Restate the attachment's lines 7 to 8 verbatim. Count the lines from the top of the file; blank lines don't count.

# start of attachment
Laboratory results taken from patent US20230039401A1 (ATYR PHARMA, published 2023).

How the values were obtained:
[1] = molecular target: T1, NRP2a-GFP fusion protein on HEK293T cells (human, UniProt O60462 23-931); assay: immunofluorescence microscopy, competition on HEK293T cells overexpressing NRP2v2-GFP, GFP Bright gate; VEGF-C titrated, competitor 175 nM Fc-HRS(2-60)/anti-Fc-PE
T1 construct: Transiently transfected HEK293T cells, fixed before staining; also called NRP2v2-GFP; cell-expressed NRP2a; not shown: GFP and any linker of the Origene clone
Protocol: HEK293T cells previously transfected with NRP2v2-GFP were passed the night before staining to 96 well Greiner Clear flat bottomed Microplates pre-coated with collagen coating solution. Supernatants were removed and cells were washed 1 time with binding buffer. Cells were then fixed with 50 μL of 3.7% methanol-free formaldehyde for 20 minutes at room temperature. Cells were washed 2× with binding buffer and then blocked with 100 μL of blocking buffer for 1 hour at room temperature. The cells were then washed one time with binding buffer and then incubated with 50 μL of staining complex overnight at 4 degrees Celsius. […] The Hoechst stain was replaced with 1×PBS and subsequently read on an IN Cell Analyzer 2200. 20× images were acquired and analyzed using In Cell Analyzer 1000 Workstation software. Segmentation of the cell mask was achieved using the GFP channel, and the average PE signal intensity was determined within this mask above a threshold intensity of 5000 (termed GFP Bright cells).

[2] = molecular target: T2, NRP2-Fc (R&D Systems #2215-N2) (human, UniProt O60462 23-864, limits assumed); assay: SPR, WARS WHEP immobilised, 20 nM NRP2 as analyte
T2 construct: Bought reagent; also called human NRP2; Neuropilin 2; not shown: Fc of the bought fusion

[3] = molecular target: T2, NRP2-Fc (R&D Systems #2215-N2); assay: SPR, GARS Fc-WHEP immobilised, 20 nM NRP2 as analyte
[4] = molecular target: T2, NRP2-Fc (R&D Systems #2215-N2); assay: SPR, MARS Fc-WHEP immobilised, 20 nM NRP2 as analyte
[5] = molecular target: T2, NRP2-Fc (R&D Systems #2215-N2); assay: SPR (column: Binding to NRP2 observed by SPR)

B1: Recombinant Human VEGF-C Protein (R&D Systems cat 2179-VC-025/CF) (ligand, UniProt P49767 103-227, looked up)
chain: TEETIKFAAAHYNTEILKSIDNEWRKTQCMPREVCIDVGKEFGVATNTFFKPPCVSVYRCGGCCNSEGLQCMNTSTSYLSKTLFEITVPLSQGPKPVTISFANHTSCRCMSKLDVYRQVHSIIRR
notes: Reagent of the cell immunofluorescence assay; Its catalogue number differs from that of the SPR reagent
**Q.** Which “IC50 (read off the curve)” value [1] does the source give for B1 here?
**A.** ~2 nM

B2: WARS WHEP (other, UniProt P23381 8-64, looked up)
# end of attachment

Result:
T2 construct: Bought reagent; also called human NRP2; Neuropilin 2; not shown: Fc of the bought fusion

[3] = molecular target: T2, NRP2-Fc (R&D Systems #2215-N2); assay: SPR, GARS Fc-WHEP immobilised, 20 nM NRP2 as analyte